At the present time, the Cybersecurity Maturity Model Certification (CMMC) is fast gaining steam in the defense industry. A previous whitepaper has explored the CMMC in much more detail, but essentially, this is where any defense contractors and any subcontractors must be certified at a certain level before the Department of Defense (DoD) will allow for any type of entity to bid on projects.

Essentially, one of the primary objectives of the CMMC is to make sure that the defense contractors and their counterparts are maintaining a good level of Cyber Hygiene before they will be entrusted with any kind of datasets.

What Are The Datasets That Need To Be Protected?


First, there is what is known as the “Controlled Unclassified Information”, or simply known as “CUI” for short. Simply put, these are the datasets that are owned by the Federal Government in which the defense contractor (and their affiliates) must have the minimum level of controls put into place in order to safeguard them.

This can be initially misleading, because of the term “Unclassified”. This means that these datasets can be shared with other entities that are CMMC certified, but they cannot be released to the public.

Very often, the CUI is needed by the defense contractor in order to submit a comprehensive Request For Proposal (RFP) to the DoD, and to initiate the work that needs to be done.

Typical examples of CUI datasets include the following:

  • Intellectual Property;
  • Technical drawings;
  • Blueprints;
  • Other forms of related documentation, such as those for export control, Cyber vulnerability information, and other sorts of financial data.


Second, there is what is also known as the “Federal Contract Information”, or “FCI” for short. A technical definition of it as follows:

“It is information not intended for public release. It is provided by or generated by for the Government under a contract to develop or deliver a product or service to the Government. FCI does not include information provided by the Government to the public.”

(SOURCE: 1).

By the very nature of its name, the FCI has a much narrower scope than the CUI datasets (as just reviewed). In other words, these are the proprietary datasets that have been created and developed when the defense contractor and their third parties actually provide a tangible good to the Federal Government, under the terms of the contract that were awarded.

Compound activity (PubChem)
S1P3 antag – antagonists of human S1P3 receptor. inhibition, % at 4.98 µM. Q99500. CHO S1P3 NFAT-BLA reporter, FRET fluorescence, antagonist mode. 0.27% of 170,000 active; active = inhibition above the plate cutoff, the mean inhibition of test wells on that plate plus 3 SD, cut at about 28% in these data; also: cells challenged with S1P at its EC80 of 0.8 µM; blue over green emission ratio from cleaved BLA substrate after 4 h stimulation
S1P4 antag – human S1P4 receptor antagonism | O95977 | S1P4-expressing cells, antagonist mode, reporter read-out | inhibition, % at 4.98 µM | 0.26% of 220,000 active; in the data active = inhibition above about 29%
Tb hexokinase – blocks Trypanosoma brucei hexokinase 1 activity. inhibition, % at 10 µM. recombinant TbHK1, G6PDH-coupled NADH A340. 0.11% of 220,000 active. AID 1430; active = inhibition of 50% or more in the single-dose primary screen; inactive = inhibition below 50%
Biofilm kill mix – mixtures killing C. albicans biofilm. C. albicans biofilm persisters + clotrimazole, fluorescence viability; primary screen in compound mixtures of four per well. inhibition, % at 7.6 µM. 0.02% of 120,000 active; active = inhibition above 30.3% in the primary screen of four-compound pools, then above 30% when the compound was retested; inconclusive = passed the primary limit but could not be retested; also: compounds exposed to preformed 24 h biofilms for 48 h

Examples of FCI datasets include the following:

  • Any emails that are transmitted from the DoD to the defense contractor (and vice versa);
  • Any other subcontracts and policies that are needed by the defense contractor;
  • Any information that has been garnered as a result of instant messaging, video conferencing, etc.

The Levels At Which The FCI Is Implemented

In the CMMC, there are, at the present time, five levels of maturity, which were also explored in greater detail in the previous whitepaper. But, with specific regards to the FCI, it impacts only the first two levels which are as follows:

  1. Level One:

This is deemed to be the initial phase, where there is no formal structure yet in place in order to accomplish the work processes that are needed in order to deliver the good or service to the Federal Government. Rather, the approach is Ad Hoc until it is all formalized. These typically can include the first round of meetings, information/data gathering, preliminary analysis requirements, etc.

  1. Level Two:

At this level, the respective workflows and processes needed to fulfill the terms of the DoD contract become more defined. In other words, the ability to track in more detail what is happening can now take place. This also involves the following activities:

    • The tracking of various costing schedules;
    • Workflow scheduling;
    • Defining the functionalities of the established workflows (in other words, defining in further detail the output that is expected, with an emphasis on the FCI related datasets that are to be created when developing the good or service to the Federal Government).


Overall, this article has provided a very high overview into what the FCI is all about. If you have any questions, please contact us today. Remember, the bottom line is that before you can be awarded any sort of CMMC accreditation by the DoD, you must first have the appropriate set of security controls in place and documented.